The Darlingtonia preserve

Darlingtonia


In 2005, on one of our trips to the Pacific Northwest, Partner and I were running up and down the Oregon coast: Lincoln City, Yachats, Florence. 

 

 

On our way to Florence I noticed an odd sign pointing to a DARLINGTONIA PRESERVE.  The name rang a very faint bell, but I couldn’t quite place it, and I suggested that we stop.

 

 

I am so glad we did.

 

 

It is a small park which serves as a natural preserve for a rare local plant, the Darlingtonia californica, aka the cobra lily.

 

 

Darlingtonia is a carnivorous plant resembling the pitcher plant.  Its body is a cup of water, topped by a cobra-like hood.  Insects blunder inside and fall into the water to drown; the hood helps keeps them inside if they try to escape.

 

 

Once they’re dead, Darlingtonia californica eats them up, slowly, by dissolving them and absorbing their delicious little bodies.

 

 

Bloodthirsty, I know. But the plants were gorgeous, and you have never seen so many together in one place in your life.  They were shining bright green in the fitful Oregon summer sunlight, hundreds of them in their damp little peat bog, humming to themselves, waiting for the little buggies to arrive for lunch.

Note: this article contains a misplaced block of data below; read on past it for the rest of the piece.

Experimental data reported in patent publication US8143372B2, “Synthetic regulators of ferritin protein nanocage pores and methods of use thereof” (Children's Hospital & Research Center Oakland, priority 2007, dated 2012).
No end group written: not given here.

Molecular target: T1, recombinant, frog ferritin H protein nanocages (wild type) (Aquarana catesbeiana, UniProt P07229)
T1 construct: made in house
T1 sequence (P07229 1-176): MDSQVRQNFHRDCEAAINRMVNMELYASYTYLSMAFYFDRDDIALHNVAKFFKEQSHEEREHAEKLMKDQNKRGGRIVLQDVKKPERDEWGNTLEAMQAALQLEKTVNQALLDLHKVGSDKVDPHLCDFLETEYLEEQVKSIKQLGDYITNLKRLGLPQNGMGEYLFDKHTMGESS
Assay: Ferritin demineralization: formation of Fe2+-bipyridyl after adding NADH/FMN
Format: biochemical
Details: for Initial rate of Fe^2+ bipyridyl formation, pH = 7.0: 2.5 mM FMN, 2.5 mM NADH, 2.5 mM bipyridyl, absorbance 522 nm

Plants are remarkable.  We animals have always had an advantage over plants, seemingly; we move faster, anyway. But plants are sneaky and malevolent. Some are poisonous, like nightshade and datura and pokeweed. Some sting and burn, like nettles and poison ivy. Some are beautiful and dangerous, like the foxglove. Some can gash the hell out of you, like the cholla cactus. Some of them can poison the ground beneath themselves, so that nothing else can grow (many conifers do this).

 

 

But all of them, just like Darlingtonia californica, are beautiful in the sunshine.


 

 

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